A fast heartbeat. Snow whirling up. Adrenaline shooting through the veins. And a CUPRA Ateca Limited Edition drifting through the winter landscape. G-forces, acceleration, meters per second squared, illustrated here with a very clear example. A physical quantity that translates into pure pleasure. Car lovers know that, adrenaline junkies anyway. But acceleration also serves a much larger, more essential purpose – and here the word “essential” is being used in the right context for once, because it is really about the essentials, the essence, the core of the matter. Scientists use acceleration to answer questions like “Where do we come from?”, “Why are we here?” and “What’s at the edge of the universe?”
Twelve years ago, the European Council for Nuclear Research (CERN) built a twenty-seven-kilometer circular tunnel a hundred meters below the Earth’s surface. In the Large Hadron Collider (LHC) particles are accelerated to almost the speed of light in order to slam them into each other at a certain point. The energy released corresponds to the conditions that existed one millionth of a millionth of a second after the Big Bang 13.8 billion years ago. Here experimental physicists are conducting research that defies the typical boundaries of our understanding. They spend every day trying to find explanations for the impossible, taking the next step in a direction no one has ever taken before.
“Never be afraid to ask the big questions and dare to go one step further than everyone else.”
The South Korean-born German philosopher Byung-Chul Han argues that we are currently living in a “point-time”. In response to the constant acceleration, we perceive time as asynchronous, jumping from one point in time to the next. Time hopping, so to speak. The opposite would be flow – absorbing the moment while, completely immersed in one thing, we perceive time only as a blurred line that flies past. While driving a car, for example. Where the only thing that matters is accelerating, braking, steering, finding the apex and letting yourself be carried out of the curve at the right moment. Or maintaining a drift in the snow. The perfect interaction of precisely timed throttle blips and smooth counter-steering. Like here at Flüela Pass in Switzerland, 2,383 meters above sea level. In a CUPRA Ateca Limited Edition. An accelerator in its own right.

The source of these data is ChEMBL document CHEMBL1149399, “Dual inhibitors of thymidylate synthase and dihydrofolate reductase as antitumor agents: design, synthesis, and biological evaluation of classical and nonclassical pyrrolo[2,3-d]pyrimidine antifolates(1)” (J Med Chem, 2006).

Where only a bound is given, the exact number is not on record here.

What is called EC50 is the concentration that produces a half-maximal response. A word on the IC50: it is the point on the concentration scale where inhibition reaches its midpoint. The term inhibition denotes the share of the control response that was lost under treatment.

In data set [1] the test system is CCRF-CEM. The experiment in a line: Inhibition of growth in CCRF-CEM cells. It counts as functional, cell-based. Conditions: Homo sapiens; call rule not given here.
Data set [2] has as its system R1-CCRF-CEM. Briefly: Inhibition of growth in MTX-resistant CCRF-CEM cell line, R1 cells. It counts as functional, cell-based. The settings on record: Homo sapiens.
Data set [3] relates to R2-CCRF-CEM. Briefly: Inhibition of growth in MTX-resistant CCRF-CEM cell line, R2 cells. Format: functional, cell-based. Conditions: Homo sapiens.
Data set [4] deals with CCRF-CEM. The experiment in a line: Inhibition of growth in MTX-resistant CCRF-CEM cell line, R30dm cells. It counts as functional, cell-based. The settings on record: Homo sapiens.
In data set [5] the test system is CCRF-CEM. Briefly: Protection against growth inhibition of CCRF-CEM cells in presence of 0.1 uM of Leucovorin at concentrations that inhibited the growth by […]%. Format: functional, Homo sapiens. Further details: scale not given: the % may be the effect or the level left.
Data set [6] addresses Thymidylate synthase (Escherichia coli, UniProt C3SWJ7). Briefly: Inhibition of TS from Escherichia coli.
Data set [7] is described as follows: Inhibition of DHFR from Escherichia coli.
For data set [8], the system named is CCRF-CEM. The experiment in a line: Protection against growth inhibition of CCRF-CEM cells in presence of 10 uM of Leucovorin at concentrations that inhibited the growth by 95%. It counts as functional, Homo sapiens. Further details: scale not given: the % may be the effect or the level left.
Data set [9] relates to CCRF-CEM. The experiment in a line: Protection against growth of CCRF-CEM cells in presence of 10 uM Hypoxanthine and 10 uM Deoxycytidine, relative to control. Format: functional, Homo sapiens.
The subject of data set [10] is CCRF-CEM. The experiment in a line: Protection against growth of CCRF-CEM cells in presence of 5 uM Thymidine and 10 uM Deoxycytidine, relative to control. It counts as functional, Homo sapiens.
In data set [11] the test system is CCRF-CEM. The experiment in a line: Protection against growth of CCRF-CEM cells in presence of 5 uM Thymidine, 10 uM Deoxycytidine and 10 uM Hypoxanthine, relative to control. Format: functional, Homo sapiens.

CUPRA, which stands for Cup Racing, was originally born as a sporty version of SEAT. After some top performances in motorsport, the petrolheads in Barcelona decided to develop CUPRA into an independent brand. Powerful, natural and not exclusive, yet also good-looking, comfortable and with a premium look and feel. “The most contemporary interpretation of sportiness.” So something of everything, just as everything of everything has to be something today. A path that required courage and of course also triggered criticism. They could have just left everything the way it was. Instead, the brand lives up to its slogan: “Create Your Own Path.” Made for creators, CUPRA says of itself. For creators who go their own way.
The big picture, farsightedness – works best from up high. Like here on the Flüela Pass. Or very deep underground. In the particle accelerator. “Never be afraid to ask the big questions and dare to go one step further than everyone else,” James Beacham once said in a TED talk. His research at CERN deals with dark matter and the search for other unknown particles. That’s an enormous task, one that Beacham says requires a great deal of curiosity. Psychologist William McDougall once described curiosity as the most important core of motivation and the basis for special scientific and cultural achievements. But why are we curious? Beacham explains it like this: There is a gap between what we know and what we can observe. And that doesn’t fit into our worldview. We aren’t satisfied with this condition, so we fill this gap with curiosity. Curiosity is a fire in the belly that we naturally carry within us.
“Curiosity is a fire in the belly that we naturally carry within us.”
A fire that drives us. Curiosity and courage, coupled with a bigger view of things, result in the perfect combination for progress. And sometimes coincidence plays a role too. That doesn’t sound particularly scientific, but it’s a fact: “Since the introduction of quantum physics, the factor of chance can no longer be ignored,” wrote science journalist Norbert Lossau. “Chance actually directs the microcosm. In the atomic world, individual events are fundamentally no longer precisely predictable.”
Which brings us back to gaps that need to be closed. A challenge that people like James Beacham have dedicated their lives to. When he was a little boy, he would ask the typical questions: Why is the sky blue? Why do stars twinkle? Why does the river flow downhill? The young Beacham was not satisfied with answers like “Because that’s the way it is.” Instead, he became a particle physicist at CERN. His research begins where our human knowledge ends. It deals with the really big questions. And with acceleration.